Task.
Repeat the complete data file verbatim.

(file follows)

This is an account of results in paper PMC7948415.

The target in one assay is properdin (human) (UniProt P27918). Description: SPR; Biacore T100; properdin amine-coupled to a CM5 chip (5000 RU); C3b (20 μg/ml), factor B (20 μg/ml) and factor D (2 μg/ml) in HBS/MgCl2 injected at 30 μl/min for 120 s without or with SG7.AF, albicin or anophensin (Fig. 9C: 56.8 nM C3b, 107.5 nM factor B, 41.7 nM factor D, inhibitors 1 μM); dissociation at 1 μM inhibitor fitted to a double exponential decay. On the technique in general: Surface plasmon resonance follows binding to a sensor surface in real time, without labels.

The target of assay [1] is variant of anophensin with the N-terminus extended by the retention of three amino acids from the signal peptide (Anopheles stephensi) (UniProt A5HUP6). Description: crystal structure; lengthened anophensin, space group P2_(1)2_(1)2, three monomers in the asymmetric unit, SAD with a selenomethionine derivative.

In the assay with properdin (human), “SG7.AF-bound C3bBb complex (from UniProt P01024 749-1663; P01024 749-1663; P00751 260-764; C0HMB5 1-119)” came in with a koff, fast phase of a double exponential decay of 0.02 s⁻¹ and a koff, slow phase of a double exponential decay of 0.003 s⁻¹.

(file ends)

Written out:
This is an account of results in paper PMC7948415.

The target in one assay is properdin (human) (UniProt P27918). Description: SPR; Biacore T100; properdin amine-coupled to a CM5 chip (5000 RU); C3b (20 μg/ml), factor B (20 μg/ml) and factor D (2 μg/ml) in HBS/MgCl2 injected at 30 μl/min for 120 s without or with SG7.AF, albicin or anophensin (Fig. 9C: 56.8 nM C3b, 107.5 nM factor B, 41.7 nM factor D, inhibitors 1 μM); dissociation at 1 μM inhibitor fitted to a double exponential decay. On the technique in general: Surface plasmon resonance follows binding to a sensor surface in real time, without labels.

The target of assay [1] is variant of anophensin with the N-terminus extended by the retention of three amino acids from the signal peptide (Anopheles stephensi) (UniProt A5HUP6). Description: crystal structure; lengthened anophensin, space group P2_(1)2_(1)2, three monomers in the asymmetric unit, SAD with a selenomethionine derivative.

In the assay with properdin (human), “SG7.AF-bound C3bBb complex (from UniProt P01024 749-1663; P01024 749-1663; P00751 260-764; C0HMB5 1-119)” came in with a koff, fast phase of a double exponential decay of 0.02 s⁻¹ and a koff, slow phase of a double exponential decay of 0.003 s⁻¹.